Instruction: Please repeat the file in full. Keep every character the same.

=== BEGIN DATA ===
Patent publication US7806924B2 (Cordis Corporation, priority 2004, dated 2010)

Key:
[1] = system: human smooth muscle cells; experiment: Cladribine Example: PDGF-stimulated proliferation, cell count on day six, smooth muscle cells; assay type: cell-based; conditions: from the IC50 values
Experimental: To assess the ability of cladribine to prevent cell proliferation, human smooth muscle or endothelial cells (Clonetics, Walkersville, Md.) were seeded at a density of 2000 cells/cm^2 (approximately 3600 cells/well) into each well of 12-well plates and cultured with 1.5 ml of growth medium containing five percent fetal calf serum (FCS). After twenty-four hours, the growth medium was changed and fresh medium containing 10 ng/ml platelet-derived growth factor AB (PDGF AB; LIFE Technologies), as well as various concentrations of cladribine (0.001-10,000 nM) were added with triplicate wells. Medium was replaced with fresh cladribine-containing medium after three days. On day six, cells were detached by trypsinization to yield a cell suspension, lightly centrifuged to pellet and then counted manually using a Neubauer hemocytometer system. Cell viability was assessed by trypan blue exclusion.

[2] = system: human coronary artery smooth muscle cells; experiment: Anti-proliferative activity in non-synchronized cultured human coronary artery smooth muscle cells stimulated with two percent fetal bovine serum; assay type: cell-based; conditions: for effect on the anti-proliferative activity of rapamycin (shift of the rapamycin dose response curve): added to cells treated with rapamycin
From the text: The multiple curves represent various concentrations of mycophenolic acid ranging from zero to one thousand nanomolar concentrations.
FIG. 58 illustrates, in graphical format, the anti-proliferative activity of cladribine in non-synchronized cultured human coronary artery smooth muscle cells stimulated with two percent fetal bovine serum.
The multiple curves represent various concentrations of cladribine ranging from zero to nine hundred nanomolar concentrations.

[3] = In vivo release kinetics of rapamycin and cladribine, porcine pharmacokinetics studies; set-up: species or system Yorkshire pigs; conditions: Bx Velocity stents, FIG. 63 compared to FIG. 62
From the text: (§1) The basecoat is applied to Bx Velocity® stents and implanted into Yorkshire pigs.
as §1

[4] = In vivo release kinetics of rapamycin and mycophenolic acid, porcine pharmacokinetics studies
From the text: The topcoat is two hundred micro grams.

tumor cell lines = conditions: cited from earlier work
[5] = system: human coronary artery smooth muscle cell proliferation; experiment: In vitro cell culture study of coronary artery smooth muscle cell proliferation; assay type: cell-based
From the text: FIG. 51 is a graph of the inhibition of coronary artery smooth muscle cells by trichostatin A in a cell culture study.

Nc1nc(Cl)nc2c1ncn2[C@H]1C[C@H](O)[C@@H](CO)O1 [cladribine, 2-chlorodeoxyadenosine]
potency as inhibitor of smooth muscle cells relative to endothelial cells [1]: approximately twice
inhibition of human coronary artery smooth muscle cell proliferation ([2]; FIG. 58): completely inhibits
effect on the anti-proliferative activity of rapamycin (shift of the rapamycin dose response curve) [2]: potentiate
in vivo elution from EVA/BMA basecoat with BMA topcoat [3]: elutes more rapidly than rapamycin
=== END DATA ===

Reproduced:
Patent publication US7806924B2 (Cordis Corporation, priority 2004, dated 2010)

Key:
[1] = system: human smooth muscle cells; experiment: Cladribine Example: PDGF-stimulated proliferation, cell count on day six, smooth muscle cells; assay type: cell-based; conditions: from the IC50 values
Experimental: To assess the ability of cladribine to prevent cell proliferation, human smooth muscle or endothelial cells (Clonetics, Walkersville, Md.) were seeded at a density of 2000 cells/cm^2 (approximately 3600 cells/well) into each well of 12-well plates and cultured with 1.5 ml of growth medium containing five percent fetal calf serum (FCS). After twenty-four hours, the growth medium was changed and fresh medium containing 10 ng/ml platelet-derived growth factor AB (PDGF AB; LIFE Technologies), as well as various concentrations of cladribine (0.001-10,000 nM) were added with triplicate wells. Medium was replaced with fresh cladribine-containing medium after three days. On day six, cells were detached by trypsinization to yield a cell suspension, lightly centrifuged to pellet and then counted manually using a Neubauer hemocytometer system. Cell viability was assessed by trypan blue exclusion.

[2] = system: human coronary artery smooth muscle cells; experiment: Anti-proliferative activity in non-synchronized cultured human coronary artery smooth muscle cells stimulated with two percent fetal bovine serum; assay type: cell-based; conditions: for effect on the anti-proliferative activity of rapamycin (shift of the rapamycin dose response curve): added to cells treated with rapamycin
From the text: The multiple curves represent various concentrations of mycophenolic acid ranging from zero to one thousand nanomolar concentrations.
FIG. 58 illustrates, in graphical format, the anti-proliferative activity of cladribine in non-synchronized cultured human coronary artery smooth muscle cells stimulated with two percent fetal bovine serum.
The multiple curves represent various concentrations of cladribine ranging from zero to nine hundred nanomolar concentrations.

[3] = In vivo release kinetics of rapamycin and cladribine, porcine pharmacokinetics studies; set-up: species or system Yorkshire pigs; conditions: Bx Velocity stents, FIG. 63 compared to FIG. 62
From the text: (§1) The basecoat is applied to Bx Velocity® stents and implanted into Yorkshire pigs.
as §1

[4] = In vivo release kinetics of rapamycin and mycophenolic acid, porcine pharmacokinetics studies
From the text: The topcoat is two hundred micro grams.

tumor cell lines = conditions: cited from earlier work
[5] = system: human coronary artery smooth muscle cell proliferation; experiment: In vitro cell culture study of coronary artery smooth muscle cell proliferation; assay type: cell-based
From the text: FIG. 51 is a graph of the inhibition of coronary artery smooth muscle cells by trichostatin A in a cell culture study.

Nc1nc(Cl)nc2c1ncn2[C@H]1C[C@H](O)[C@@H](CO)O1 [cladribine, 2-chlorodeoxyadenosine]
potency as inhibitor of smooth muscle cells relative to endothelial cells [1]: approximately twice
inhibition of human coronary artery smooth muscle cell proliferation ([2]; FIG. 58): completely inhibits
effect on the anti-proliferative activity of rapamycin (shift of the rapamycin dose response curve) [2]: potentiate
in vivo elution from EVA/BMA basecoat with BMA topcoat [3]: elutes more rapidly than rapamycin